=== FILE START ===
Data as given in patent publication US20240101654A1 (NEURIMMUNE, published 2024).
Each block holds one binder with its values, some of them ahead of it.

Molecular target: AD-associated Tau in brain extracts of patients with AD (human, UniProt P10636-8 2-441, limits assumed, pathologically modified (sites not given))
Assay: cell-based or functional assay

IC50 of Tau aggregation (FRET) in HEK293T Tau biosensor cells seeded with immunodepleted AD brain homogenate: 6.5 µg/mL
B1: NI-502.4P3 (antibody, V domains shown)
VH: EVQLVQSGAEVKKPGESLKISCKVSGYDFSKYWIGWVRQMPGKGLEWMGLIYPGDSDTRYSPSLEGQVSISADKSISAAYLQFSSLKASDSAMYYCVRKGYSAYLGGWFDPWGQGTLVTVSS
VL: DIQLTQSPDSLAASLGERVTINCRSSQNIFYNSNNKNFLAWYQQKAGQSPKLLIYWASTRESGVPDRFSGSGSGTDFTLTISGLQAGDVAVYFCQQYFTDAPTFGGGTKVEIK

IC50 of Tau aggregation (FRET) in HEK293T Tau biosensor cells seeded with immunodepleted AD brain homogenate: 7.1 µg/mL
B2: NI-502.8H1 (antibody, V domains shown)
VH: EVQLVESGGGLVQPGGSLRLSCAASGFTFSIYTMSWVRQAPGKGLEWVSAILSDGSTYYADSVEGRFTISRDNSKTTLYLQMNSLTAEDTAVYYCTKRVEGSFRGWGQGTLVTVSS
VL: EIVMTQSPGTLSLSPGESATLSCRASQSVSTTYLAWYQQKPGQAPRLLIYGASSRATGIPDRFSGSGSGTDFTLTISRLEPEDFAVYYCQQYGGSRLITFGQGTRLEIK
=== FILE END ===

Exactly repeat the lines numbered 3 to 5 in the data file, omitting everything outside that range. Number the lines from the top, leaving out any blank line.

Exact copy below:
Molecular target: AD-associated Tau in brain extracts of patients with AD (human, UniProt P10636-8 2-441, limits assumed, pathologically modified (sites not given))
Assay: cell-based or functional assay

IC50 of Tau aggregation (FRET) in HEK293T Tau biosensor cells seeded with immunodepleted AD brain homogenate: 6.5 µg/mL